This new adaptation of Keiichi Sigsawa’s light novel series is a complete remake, covering some chapters adapted in the original 2003 show (a whopping fourteen years ago now) and others that are completely new. The 2003 series is a classic, but to be honest, the visuals haven’t held up especially well over the years. The new adaptation has the same quiet, meditative tone I remember, and it seems to me that even voice actors Aoi Yuuki (Kino) and Soma Saito (Hermes) are hewing very close to the 2003 cast in their performances. If you’ve not experienced Kino’s Journey, the show is well worth your time. The narrative follows patterns of parable more than realism, but the morals are anything but pat, and the show is content to let viewers feel discomfort with the stories presented. A thoughtful anime well worth a watch for both old fans and new viewers.

For fans of: Mushishi, Haibane Renmei, Sound of the Sky, Spice & Wolf

Watch it now on Crunchyroll.


Juni Taisen: ZODIAC WAR

In absolute contrast to the thoughtful and contemplative Kino’s Journey, consider this show about animal-themed mercenaries killing each other in an elaborate death game. Based on a light novel by NisiOisin (of Bakemonogatari fame), Juni Taisen pits twelve warriors, each taking the name of a sign in the Chinese zodiac, against each other in a deadly tournament that will grant the winner one wish—basically Fate/Zero, but with people dressed as chickens and snakes instead of legendary heroes.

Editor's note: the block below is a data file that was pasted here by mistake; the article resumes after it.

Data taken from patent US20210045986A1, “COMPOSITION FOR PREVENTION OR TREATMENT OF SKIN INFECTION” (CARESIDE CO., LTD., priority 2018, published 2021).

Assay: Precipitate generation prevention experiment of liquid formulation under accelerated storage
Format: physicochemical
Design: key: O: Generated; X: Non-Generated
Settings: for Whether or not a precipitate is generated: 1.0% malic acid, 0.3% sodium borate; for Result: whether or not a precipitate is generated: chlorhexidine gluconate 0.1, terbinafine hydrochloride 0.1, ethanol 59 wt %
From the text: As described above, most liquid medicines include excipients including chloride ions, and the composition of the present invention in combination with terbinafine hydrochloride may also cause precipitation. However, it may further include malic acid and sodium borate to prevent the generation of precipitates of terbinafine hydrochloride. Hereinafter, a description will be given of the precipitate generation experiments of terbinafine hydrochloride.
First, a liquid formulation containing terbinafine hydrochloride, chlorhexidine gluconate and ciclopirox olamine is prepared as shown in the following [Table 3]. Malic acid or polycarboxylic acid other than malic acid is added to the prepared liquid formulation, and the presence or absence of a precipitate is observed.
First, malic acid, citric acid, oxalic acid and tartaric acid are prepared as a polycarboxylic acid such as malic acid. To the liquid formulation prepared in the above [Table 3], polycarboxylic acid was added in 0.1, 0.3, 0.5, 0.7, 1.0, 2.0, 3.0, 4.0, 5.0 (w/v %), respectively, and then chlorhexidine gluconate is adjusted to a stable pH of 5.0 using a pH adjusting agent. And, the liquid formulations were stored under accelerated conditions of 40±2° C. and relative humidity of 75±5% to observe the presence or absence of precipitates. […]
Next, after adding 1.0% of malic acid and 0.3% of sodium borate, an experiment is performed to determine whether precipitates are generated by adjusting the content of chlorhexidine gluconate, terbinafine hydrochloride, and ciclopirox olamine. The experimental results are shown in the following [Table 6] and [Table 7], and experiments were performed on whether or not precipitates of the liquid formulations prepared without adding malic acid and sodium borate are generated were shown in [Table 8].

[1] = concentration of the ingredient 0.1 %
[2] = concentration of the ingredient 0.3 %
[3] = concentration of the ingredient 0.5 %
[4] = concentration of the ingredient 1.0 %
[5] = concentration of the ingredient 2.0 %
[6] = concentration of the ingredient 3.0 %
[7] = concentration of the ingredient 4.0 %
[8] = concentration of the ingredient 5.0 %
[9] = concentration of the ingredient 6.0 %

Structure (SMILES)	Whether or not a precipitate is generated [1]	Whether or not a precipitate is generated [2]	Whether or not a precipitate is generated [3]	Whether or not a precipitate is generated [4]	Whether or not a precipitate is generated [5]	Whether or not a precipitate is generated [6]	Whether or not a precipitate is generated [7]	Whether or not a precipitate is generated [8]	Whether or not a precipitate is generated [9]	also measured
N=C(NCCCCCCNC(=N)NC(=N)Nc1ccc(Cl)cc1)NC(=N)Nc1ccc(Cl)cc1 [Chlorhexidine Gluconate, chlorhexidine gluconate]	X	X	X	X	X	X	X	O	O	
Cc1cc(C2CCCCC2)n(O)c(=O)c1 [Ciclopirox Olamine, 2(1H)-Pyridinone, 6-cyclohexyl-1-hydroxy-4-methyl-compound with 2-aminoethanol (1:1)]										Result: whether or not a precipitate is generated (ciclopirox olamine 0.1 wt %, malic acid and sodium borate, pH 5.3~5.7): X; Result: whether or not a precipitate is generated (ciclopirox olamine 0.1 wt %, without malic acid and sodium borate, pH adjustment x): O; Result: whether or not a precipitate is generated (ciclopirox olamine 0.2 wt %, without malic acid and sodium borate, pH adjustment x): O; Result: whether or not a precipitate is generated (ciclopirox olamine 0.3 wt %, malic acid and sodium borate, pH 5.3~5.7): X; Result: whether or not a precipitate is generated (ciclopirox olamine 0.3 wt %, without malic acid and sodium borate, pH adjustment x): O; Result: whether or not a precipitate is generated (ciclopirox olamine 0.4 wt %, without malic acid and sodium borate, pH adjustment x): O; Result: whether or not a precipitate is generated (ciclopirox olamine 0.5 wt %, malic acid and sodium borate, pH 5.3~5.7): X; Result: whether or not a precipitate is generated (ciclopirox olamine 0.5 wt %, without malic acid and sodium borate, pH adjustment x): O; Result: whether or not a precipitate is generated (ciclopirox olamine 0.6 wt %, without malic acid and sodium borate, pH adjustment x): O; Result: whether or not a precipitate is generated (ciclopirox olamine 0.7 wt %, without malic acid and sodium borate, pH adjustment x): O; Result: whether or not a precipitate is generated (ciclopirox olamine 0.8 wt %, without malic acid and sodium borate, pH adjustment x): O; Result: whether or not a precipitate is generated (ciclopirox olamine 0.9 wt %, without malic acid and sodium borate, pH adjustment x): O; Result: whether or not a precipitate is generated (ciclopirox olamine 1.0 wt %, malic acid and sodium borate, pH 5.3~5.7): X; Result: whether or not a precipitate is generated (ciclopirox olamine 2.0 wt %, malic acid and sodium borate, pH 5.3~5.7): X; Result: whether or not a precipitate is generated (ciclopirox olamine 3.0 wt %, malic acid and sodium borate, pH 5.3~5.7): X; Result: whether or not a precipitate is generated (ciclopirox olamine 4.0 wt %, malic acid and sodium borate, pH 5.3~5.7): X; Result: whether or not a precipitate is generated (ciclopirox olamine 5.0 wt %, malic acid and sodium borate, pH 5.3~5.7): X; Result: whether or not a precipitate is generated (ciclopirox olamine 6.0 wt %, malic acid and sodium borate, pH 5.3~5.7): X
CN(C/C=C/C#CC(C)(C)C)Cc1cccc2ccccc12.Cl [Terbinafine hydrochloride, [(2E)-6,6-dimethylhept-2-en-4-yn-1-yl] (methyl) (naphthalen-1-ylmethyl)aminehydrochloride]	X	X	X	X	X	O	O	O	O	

Unapologetically pulpy and gleefully grim, Juni Taisen takes itself seriously enough to create suspense while being entirely unselfconscious about presenting the Ox character in a matador outfit or Rabbit in, well, whatever this is. Although it cultivates a veneer of edgy darkness, it doesn’t really make an earnest attempt to get you to sympathize with the characters, and that seems like the right move—they’re all terrible people, and the lurid fun is watching them betray and outsmart each other in a violence-fueled spectacle for twelve episodes. Excellent turn-your-brain-off entertainment with refreshingly little attempt at depth.

For fans of: Fate/Zero, Mirai Nikki, Death Parade

Watch it now on Crunchyroll.



Though I usually try to focus on new anime in these posts, this is also an exceptionally good season for sequels:

  • Blood Blockade Battlefront & Beyond is the must-watch sequel of the season if you like dark comedy, cool fight scenes, and friendly alien New Yorkers.
  • Osomatsu-san continues to be a hilarious show about terrible people being awful to each other with a dose of absurdist humor and general weirdness.
  • Food Wars: Shokugeki no Soma returns to make me hungry with the very fun Moon Festival arc, and offers a far more pleasant shonen alternative to the ear-destroying Black Clover.
  • March Comes in Like a Lion is still extremely good and terribly underrated, please watch this show.
  • Hozuki’s Coolheadedness 2 is hiding on HIDIVE and has a new director and studio, but remains a strange and funny show about your favorite bureaucrat from Buddhist hell.

Watch are you watching this season? Tell us in the comments!

Kelly Quinn Chiu is a children’s librarian and professional anime watcher. You can find her talking about manga and comics on Twitter.